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Offshore manufacturing - Quality Matters

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article image The manufacturing industry has an uneasy history with outsourcing to Low Cost Countries for cost reduction purposes
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While manufacturing offshore saves money, quality can be at stake if you are not careful. Brian Le Mon writes.
The manufacturing industry has an uneasy history with outsourcing to Low Cost Countries for cost reduction purposes. Too many times we see the case where a domestic manufacturer has made the decision to move offshore to reduce costs and finds that quality is down, yield is abominable and the product and company name emerges from the outsourcing venture with a seriously tarnished reputation.
The blame is usually laid on the offshore manufacturer.
Belief is common that these "emerging country" manufacturers are incapable of reproducing our design with the same specifications and quality of the domestic option or materials and processes are within these countries are substandard. 
Anyone who has actually visited or worked with manufacturers in these countries and is knowledgeable enough to know the difference can readily dispel these myths.
While there may be a few facilities that could be described as incapable or incompetent with shoddy work practices, these are facilities that would be immediately removed from the vendor selection on first pass if minimal due diligence practices are applied by the domestic company.
The majority of manufacturers in these countries can no longer be described as "emerging" or start-ups. The facilities of today have regular, compulsory Lean and TQC training sessions conducted for staff on-site and have extensive continuous improvement initiatives in place from 5S work practices to multiple trained and experienced 6S practitioners as permanent staff. In short most offshore manufacturers now have extensive experience working with multiple customers, high volumes and products with a level of complexity and precision that is virtually unfathomable to the domestic competitor.
Taking the above into consideration the inevitable question arises, "Why do we see so many attempts at outsourcing manufacturing to an offshore vendor end bitterly with a detrimental effect on the company and brand reputation when there are so many offshore manufacturers that are clearly capable of at least matching the domestic capability?"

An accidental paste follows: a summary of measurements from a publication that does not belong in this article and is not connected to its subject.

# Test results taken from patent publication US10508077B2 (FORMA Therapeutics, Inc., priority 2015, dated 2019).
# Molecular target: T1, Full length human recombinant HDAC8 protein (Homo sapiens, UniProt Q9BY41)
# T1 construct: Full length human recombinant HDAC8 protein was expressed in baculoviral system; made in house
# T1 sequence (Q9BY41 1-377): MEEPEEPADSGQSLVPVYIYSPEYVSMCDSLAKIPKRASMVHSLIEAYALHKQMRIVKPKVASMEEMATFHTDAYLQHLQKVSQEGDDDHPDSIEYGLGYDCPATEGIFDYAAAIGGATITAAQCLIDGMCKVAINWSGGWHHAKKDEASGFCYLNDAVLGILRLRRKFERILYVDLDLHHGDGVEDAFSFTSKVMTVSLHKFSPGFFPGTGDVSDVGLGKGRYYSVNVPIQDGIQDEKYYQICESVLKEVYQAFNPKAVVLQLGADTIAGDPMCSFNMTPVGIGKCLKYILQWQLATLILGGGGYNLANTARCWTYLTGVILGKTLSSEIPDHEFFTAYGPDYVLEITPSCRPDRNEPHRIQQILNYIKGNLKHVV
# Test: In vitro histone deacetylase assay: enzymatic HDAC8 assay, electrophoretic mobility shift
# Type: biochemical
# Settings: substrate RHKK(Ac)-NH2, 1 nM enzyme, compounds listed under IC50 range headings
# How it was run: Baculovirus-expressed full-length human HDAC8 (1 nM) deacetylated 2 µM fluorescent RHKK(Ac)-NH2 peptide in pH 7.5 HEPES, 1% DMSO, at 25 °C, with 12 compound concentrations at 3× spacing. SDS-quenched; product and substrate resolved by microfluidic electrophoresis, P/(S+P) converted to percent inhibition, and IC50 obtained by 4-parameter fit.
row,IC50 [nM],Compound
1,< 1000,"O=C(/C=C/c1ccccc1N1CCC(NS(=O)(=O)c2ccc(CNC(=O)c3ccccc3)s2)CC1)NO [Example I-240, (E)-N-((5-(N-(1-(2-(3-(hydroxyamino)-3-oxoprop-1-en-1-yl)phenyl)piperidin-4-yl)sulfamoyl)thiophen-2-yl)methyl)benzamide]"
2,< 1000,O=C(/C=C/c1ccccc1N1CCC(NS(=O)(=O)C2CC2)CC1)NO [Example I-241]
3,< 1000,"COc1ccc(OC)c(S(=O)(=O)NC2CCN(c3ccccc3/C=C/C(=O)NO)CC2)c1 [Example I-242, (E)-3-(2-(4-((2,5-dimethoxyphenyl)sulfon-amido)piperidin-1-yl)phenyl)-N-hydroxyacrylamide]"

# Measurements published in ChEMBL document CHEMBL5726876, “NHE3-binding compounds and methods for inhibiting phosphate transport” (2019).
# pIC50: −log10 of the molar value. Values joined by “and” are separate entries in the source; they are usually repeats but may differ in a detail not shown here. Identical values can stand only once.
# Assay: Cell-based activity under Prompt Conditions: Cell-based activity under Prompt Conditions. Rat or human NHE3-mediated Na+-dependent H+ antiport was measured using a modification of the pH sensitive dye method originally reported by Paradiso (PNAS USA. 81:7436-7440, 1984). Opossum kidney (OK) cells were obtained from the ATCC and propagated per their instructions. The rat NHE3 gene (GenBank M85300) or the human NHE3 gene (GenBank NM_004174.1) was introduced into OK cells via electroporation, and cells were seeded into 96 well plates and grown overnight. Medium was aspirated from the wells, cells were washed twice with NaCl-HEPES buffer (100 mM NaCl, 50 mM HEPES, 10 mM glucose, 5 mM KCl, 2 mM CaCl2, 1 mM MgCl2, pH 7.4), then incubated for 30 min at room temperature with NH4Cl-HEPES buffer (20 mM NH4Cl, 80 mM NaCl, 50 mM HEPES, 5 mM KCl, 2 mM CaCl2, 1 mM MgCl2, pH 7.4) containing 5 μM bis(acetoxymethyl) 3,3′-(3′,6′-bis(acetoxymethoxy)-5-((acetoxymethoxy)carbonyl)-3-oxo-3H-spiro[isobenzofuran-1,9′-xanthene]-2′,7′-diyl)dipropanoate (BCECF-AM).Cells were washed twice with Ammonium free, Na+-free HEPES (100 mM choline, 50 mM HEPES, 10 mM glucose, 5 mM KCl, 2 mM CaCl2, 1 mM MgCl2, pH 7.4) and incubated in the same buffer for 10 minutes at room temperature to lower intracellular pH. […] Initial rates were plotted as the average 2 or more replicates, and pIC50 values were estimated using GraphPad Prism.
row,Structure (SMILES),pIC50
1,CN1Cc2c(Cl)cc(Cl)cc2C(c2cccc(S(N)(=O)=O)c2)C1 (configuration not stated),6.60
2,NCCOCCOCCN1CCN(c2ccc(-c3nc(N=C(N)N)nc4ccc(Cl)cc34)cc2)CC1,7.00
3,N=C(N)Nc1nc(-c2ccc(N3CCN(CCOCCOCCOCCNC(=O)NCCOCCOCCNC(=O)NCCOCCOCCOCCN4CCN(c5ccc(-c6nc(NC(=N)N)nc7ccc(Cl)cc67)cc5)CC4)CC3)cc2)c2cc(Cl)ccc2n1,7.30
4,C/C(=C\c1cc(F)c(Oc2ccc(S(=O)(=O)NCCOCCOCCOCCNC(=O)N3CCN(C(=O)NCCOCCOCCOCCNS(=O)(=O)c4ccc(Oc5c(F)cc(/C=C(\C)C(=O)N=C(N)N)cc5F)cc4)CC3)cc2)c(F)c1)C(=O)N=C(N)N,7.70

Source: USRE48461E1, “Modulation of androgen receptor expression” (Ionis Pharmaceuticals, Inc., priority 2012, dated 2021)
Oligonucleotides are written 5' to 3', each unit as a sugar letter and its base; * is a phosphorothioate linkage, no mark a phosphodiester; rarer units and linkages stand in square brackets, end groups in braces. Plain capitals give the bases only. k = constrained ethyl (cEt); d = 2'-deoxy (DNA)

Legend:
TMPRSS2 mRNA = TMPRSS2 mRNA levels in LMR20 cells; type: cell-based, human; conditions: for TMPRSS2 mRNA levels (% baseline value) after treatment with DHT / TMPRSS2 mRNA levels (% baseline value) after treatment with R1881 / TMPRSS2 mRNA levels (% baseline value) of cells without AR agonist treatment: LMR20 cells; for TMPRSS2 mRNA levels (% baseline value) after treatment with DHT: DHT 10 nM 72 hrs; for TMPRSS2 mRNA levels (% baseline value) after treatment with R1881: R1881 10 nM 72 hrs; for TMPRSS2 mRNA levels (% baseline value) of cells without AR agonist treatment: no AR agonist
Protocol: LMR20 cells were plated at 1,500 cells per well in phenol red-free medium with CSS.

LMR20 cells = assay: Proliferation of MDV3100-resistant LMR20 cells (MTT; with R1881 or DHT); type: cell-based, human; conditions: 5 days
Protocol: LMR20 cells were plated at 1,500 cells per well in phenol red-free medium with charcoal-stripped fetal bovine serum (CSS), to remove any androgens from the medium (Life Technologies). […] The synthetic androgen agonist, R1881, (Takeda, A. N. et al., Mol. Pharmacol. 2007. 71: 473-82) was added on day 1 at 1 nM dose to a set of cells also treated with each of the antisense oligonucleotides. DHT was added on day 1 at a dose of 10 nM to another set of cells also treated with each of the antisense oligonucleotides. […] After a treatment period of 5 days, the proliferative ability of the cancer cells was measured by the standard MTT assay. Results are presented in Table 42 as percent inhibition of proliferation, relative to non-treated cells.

1. Outsourcing manufacturing is not the domain of the purchasing/ procurement officer.
There is a section of the manufacturing community looking to manufacture offshore with the following philosophy: "I just want to be able to place a purchase order and get my product, I want to hand everything over to the offshore manufacturer and not have to worry about it". 
These are those with a foolish idea that they can cull their domestic workforce from senior management to floor staff in one hit, retain their purchasing / procurement department and the offshore manufacturer will "fill in the blanks".

If you fall into this group then you should really abort the idea of manufacturing your own product designs and look at working as a trading company and rebranding the products from another company with you own name.
As a designer, only you know how you want your product to manifest when it reaches the customer. Taking the attitude that you want to distance yourself completely from your own product is doomed to failure. 
2. Tolerances.
There is a lot to be said for keeping check on the work done by your R&D engineers. 
Have critical areas of the product design been given tolerance levels for the manufacturer to work within?
Or have you received a first item from a local manufacturer and then tweaked the design around the standard offering from this company without verifying how this fits into your original design. 
For a short lived project the latter may be sensible, if you can safely assume the supplier will not become insolvent during the life of your product and you will never need to consider changing supplier. 
However if you have a longer lifecycle for your products and at some stage believe that you may be looking for cost reductions through alternative suppliers, following this path will typically result in every other supplier  (domestic or offshore) delivering non-conforming product because they do not have realistic parameters to reference. 
Manufacturers will try to match the drawing and often will not question the validity of the specification. 
3. Know your products in every aspect.
Those looking to outsource manufacture need to know every detail about their product: material types for EVERYTHING, packaging, print, testing, pass/fail criteria, how it all fits together and what the customer expects when they receive your product. 
We pass control of these items onto a third party and then standardise on the delivered item without having an understanding of how we would replicate the product should we need to change supplier. 
Knowledge of these specifics is more critical when looking towards offshore suppliers. 
Asking an offshore supplier to make a recommendation based on the local standard does not result in the same products in look, feel or quality compared to the local supplier. 
Product material for the local market may be of a lower quality to attract a wider audience in a country with a lower socioeconomic standard. 
In summary you need to tell your supplier EXACTLY what you require and verify they both understand and adhere to your requirements.
If you are considering offshoring, one of your first actions should be to engage a professional who has done it before. 

Whether it is via employed, contract or consulting professionals, exploring the mysteries and rewards of outsource manufacturing is best undertaken with an experienced guide.

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